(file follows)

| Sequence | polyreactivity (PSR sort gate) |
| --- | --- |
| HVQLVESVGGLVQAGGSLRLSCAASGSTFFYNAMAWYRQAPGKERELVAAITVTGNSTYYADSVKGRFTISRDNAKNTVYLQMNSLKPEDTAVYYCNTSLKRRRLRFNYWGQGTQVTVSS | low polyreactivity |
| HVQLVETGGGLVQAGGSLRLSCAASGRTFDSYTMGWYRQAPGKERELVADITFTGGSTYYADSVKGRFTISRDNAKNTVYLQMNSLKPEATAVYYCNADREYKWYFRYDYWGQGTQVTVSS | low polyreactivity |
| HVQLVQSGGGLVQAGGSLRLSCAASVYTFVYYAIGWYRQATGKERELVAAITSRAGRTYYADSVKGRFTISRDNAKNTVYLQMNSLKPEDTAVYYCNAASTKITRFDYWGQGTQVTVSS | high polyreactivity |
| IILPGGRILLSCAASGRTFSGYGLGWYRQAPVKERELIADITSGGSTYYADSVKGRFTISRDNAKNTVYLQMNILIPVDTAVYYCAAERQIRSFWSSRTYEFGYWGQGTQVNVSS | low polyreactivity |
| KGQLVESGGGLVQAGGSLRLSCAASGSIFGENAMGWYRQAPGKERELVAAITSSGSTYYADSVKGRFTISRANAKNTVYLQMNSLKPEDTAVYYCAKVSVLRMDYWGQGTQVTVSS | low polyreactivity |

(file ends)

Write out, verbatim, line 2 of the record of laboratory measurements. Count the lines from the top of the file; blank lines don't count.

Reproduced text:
| --- | --- |